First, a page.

"Of course! She's not blind. Your best bet is to give it to her straight." Delia smirked lewdly. "No, let me rephrase that. Your best bet is to tell it like it is. Tell her you went to bed with Sally, and you realise it was a mistake..."
"So it wasn't a mistake, you can still tell her that. But you have to tell her..."
"I didn't sleep with Sally."
Delia sniffed. "More fool you, then." She turned dismissively to the washing machine and started stuffing clothes into it. She slammed it shut and it began churning away. End of conversation. Russell closed the back door quietly behind him.
As he started the car, he didn't even see Sally's curtains twitch.
It wasn't going to work. He had toyed with the idea of explaining everything to Claire: even introducing her to one or two of Sally's books, showing her the possibilities of the effects of getting somewhat mislaid in the time spectrum. No chance. She couldn't begin to get her head round such an idea. Not Claire. Wrong sister.
Wrong sister, indeed. Explain that one, Russie.
"Hi," she said dully. "Good night, was it?"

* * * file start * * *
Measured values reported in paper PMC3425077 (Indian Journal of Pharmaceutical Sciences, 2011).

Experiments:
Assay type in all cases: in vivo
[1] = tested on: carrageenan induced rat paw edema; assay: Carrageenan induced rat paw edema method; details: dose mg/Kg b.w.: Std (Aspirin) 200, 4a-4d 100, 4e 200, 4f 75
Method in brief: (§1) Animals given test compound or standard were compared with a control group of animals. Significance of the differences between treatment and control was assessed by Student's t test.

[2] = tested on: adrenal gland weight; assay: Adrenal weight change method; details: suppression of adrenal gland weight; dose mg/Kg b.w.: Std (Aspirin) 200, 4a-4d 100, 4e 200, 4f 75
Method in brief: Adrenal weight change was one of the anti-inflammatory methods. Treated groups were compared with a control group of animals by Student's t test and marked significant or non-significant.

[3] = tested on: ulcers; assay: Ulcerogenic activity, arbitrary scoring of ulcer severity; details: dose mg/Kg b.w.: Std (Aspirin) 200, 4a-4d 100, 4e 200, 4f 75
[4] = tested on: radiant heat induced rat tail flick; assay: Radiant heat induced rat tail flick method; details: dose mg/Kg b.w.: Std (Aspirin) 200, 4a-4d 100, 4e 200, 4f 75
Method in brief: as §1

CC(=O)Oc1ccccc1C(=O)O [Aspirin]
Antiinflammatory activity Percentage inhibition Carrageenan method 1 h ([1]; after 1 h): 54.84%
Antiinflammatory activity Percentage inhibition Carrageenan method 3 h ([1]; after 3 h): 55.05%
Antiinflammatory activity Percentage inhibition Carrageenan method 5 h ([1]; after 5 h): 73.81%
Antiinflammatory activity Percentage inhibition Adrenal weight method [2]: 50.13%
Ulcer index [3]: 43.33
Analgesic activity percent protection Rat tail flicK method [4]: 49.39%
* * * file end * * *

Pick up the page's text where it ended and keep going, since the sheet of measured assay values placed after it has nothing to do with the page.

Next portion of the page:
"I'm sorry to hear that. I've got to go up to London. I may stay with Cindy and Simon. We're meeting up with Caz and Roz and Lulu and the crowd from Parsifal, Renfrew, Garbutt, Mountfitchett and Pryce. Basically, it's..."
"I thought that was next week?"
"It is, actually, but Cindy suggested I came up a few days early. What with the twins, and Bogdanov and everything..."
"Oh." Russ felt, not for the first time, that Claire must be making it all up. Who were all these people she had worked with in the past?
"I'd hoped you'd have been in sooner, to give me a lift to the station. I'm catching the 10: 51. Slow as far as Billingthorpe, then non-stop to London. Si's meeting me and we're going straight to Rumbold's." She had a bag already packed.